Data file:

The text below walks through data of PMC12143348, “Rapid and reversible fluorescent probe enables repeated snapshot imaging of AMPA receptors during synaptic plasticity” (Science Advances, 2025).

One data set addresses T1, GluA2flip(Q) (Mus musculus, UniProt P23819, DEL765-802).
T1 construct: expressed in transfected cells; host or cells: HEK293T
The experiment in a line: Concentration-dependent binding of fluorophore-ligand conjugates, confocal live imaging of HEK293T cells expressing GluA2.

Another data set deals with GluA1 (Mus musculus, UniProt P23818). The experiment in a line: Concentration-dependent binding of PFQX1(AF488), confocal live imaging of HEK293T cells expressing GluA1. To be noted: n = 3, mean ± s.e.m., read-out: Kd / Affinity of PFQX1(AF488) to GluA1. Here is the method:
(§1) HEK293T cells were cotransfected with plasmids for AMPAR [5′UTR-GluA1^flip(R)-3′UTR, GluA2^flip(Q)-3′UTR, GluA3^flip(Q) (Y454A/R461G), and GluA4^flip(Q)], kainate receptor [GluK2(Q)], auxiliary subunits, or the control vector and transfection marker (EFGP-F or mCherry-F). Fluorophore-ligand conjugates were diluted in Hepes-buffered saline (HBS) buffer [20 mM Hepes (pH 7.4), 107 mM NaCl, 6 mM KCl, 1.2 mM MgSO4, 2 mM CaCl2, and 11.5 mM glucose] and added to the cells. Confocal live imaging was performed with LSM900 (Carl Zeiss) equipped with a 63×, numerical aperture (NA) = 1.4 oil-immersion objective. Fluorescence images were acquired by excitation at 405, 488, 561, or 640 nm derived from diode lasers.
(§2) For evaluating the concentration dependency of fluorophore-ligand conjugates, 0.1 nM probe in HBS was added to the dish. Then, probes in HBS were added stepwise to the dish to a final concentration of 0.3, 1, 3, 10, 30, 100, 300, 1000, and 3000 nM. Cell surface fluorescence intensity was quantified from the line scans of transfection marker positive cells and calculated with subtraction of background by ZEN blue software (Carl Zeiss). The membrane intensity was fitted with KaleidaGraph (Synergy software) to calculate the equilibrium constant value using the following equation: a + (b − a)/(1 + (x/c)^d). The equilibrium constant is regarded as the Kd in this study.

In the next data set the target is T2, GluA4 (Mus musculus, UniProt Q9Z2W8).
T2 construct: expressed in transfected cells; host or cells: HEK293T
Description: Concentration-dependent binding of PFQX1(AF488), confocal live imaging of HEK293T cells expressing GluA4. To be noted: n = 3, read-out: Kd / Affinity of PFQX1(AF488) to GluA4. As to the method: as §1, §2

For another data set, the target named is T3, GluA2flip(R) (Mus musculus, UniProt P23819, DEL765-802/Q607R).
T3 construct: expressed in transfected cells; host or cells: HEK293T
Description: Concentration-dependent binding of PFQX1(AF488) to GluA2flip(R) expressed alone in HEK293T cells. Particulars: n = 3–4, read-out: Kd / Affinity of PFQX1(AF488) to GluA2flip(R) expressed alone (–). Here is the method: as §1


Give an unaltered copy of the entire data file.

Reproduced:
The text below walks through data of PMC12143348, “Rapid and reversible fluorescent probe enables repeated snapshot imaging of AMPA receptors during synaptic plasticity” (Science Advances, 2025).

One data set addresses T1, GluA2flip(Q) (Mus musculus, UniProt P23819, DEL765-802).
T1 construct: expressed in transfected cells; host or cells: HEK293T
The experiment in a line: Concentration-dependent binding of fluorophore-ligand conjugates, confocal live imaging of HEK293T cells expressing GluA2.

Another data set deals with GluA1 (Mus musculus, UniProt P23818). The experiment in a line: Concentration-dependent binding of PFQX1(AF488), confocal live imaging of HEK293T cells expressing GluA1. To be noted: n = 3, mean ± s.e.m., read-out: Kd / Affinity of PFQX1(AF488) to GluA1. Here is the method:
(§1) HEK293T cells were cotransfected with plasmids for AMPAR [5′UTR-GluA1^flip(R)-3′UTR, GluA2^flip(Q)-3′UTR, GluA3^flip(Q) (Y454A/R461G), and GluA4^flip(Q)], kainate receptor [GluK2(Q)], auxiliary subunits, or the control vector and transfection marker (EFGP-F or mCherry-F). Fluorophore-ligand conjugates were diluted in Hepes-buffered saline (HBS) buffer [20 mM Hepes (pH 7.4), 107 mM NaCl, 6 mM KCl, 1.2 mM MgSO4, 2 mM CaCl2, and 11.5 mM glucose] and added to the cells. Confocal live imaging was performed with LSM900 (Carl Zeiss) equipped with a 63×, numerical aperture (NA) = 1.4 oil-immersion objective. Fluorescence images were acquired by excitation at 405, 488, 561, or 640 nm derived from diode lasers.
(§2) For evaluating the concentration dependency of fluorophore-ligand conjugates, 0.1 nM probe in HBS was added to the dish. Then, probes in HBS were added stepwise to the dish to a final concentration of 0.3, 1, 3, 10, 30, 100, 300, 1000, and 3000 nM. Cell surface fluorescence intensity was quantified from the line scans of transfection marker positive cells and calculated with subtraction of background by ZEN blue software (Carl Zeiss). The membrane intensity was fitted with KaleidaGraph (Synergy software) to calculate the equilibrium constant value using the following equation: a + (b − a)/(1 + (x/c)^d). The equilibrium constant is regarded as the Kd in this study.

In the next data set the target is T2, GluA4 (Mus musculus, UniProt Q9Z2W8).
T2 construct: expressed in transfected cells; host or cells: HEK293T
Description: Concentration-dependent binding of PFQX1(AF488), confocal live imaging of HEK293T cells expressing GluA4. To be noted: n = 3, read-out: Kd / Affinity of PFQX1(AF488) to GluA4. As to the method: as §1, §2

For another data set, the target named is T3, GluA2flip(R) (Mus musculus, UniProt P23819, DEL765-802/Q607R).
T3 construct: expressed in transfected cells; host or cells: HEK293T
Description: Concentration-dependent binding of PFQX1(AF488) to GluA2flip(R) expressed alone in HEK293T cells. Particulars: n = 3–4, read-out: Kd / Affinity of PFQX1(AF488) to GluA2flip(R) expressed alone (–). Here is the method: as §1